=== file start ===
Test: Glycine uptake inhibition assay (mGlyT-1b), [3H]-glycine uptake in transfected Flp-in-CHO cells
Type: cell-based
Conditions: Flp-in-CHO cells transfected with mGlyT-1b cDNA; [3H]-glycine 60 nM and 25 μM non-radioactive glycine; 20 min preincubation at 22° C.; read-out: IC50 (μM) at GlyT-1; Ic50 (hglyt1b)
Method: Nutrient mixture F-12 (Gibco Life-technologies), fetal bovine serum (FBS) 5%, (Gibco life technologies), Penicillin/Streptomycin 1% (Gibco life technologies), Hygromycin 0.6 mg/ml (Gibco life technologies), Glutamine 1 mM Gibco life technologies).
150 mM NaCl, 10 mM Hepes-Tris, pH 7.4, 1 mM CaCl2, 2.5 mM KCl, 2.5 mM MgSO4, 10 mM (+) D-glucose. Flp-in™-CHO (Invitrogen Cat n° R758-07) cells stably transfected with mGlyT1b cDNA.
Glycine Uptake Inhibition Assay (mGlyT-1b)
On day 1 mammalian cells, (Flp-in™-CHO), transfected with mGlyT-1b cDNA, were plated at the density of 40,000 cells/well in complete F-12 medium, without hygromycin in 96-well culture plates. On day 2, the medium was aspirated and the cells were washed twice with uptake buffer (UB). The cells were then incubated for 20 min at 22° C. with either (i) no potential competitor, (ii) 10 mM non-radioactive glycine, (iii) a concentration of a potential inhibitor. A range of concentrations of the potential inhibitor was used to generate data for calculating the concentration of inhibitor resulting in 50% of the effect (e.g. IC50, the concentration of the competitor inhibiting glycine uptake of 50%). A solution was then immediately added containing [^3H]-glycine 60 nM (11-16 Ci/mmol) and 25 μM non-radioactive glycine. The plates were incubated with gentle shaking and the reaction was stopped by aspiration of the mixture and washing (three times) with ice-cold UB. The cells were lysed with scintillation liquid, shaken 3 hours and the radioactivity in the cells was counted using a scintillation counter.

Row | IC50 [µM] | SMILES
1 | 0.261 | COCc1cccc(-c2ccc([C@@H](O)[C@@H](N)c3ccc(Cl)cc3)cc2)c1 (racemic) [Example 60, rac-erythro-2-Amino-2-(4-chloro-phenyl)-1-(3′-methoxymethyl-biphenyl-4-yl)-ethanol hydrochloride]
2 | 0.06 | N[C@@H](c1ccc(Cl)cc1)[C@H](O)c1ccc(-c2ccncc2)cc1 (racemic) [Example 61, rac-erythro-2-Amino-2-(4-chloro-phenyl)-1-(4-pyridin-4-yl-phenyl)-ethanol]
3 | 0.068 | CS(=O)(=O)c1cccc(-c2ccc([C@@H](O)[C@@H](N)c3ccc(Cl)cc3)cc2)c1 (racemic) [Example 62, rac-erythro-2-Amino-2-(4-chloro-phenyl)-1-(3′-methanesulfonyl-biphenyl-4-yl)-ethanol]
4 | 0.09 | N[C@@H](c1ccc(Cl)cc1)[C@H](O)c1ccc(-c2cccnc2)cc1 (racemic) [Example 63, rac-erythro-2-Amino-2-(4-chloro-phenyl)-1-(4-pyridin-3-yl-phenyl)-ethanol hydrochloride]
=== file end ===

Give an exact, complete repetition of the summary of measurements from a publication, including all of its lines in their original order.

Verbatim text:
Test: Glycine uptake inhibition assay (mGlyT-1b), [3H]-glycine uptake in transfected Flp-in-CHO cells
Type: cell-based
Conditions: Flp-in-CHO cells transfected with mGlyT-1b cDNA; [3H]-glycine 60 nM and 25 μM non-radioactive glycine; 20 min preincubation at 22° C.; read-out: IC50 (μM) at GlyT-1; Ic50 (hglyt1b)
Method: Nutrient mixture F-12 (Gibco Life-technologies), fetal bovine serum (FBS) 5%, (Gibco life technologies), Penicillin/Streptomycin 1% (Gibco life technologies), Hygromycin 0.6 mg/ml (Gibco life technologies), Glutamine 1 mM Gibco life technologies).
150 mM NaCl, 10 mM Hepes-Tris, pH 7.4, 1 mM CaCl2, 2.5 mM KCl, 2.5 mM MgSO4, 10 mM (+) D-glucose. Flp-in™-CHO (Invitrogen Cat n° R758-07) cells stably transfected with mGlyT1b cDNA.
Glycine Uptake Inhibition Assay (mGlyT-1b)
On day 1 mammalian cells, (Flp-in™-CHO), transfected with mGlyT-1b cDNA, were plated at the density of 40,000 cells/well in complete F-12 medium, without hygromycin in 96-well culture plates. On day 2, the medium was aspirated and the cells were washed twice with uptake buffer (UB). The cells were then incubated for 20 min at 22° C. with either (i) no potential competitor, (ii) 10 mM non-radioactive glycine, (iii) a concentration of a potential inhibitor. A range of concentrations of the potential inhibitor was used to generate data for calculating the concentration of inhibitor resulting in 50% of the effect (e.g. IC50, the concentration of the competitor inhibiting glycine uptake of 50%). A solution was then immediately added containing [^3H]-glycine 60 nM (11-16 Ci/mmol) and 25 μM non-radioactive glycine. The plates were incubated with gentle shaking and the reaction was stopped by aspiration of the mixture and washing (three times) with ice-cold UB. The cells were lysed with scintillation liquid, shaken 3 hours and the radioactivity in the cells was counted using a scintillation counter.

Row | IC50 [µM] | SMILES
1 | 0.261 | COCc1cccc(-c2ccc([C@@H](O)[C@@H](N)c3ccc(Cl)cc3)cc2)c1 (racemic) [Example 60, rac-erythro-2-Amino-2-(4-chloro-phenyl)-1-(3′-methoxymethyl-biphenyl-4-yl)-ethanol hydrochloride]
2 | 0.06 | N[C@@H](c1ccc(Cl)cc1)[C@H](O)c1ccc(-c2ccncc2)cc1 (racemic) [Example 61, rac-erythro-2-Amino-2-(4-chloro-phenyl)-1-(4-pyridin-4-yl-phenyl)-ethanol]
3 | 0.068 | CS(=O)(=O)c1cccc(-c2ccc([C@@H](O)[C@@H](N)c3ccc(Cl)cc3)cc2)c1 (racemic) [Example 62, rac-erythro-2-Amino-2-(4-chloro-phenyl)-1-(3′-methanesulfonyl-biphenyl-4-yl)-ethanol]
4 | 0.09 | N[C@@H](c1ccc(Cl)cc1)[C@H](O)c1ccc(-c2cccnc2)cc1 (racemic) [Example 63, rac-erythro-2-Amino-2-(4-chloro-phenyl)-1-(4-pyridin-3-yl-phenyl)-ethanol hydrochloride]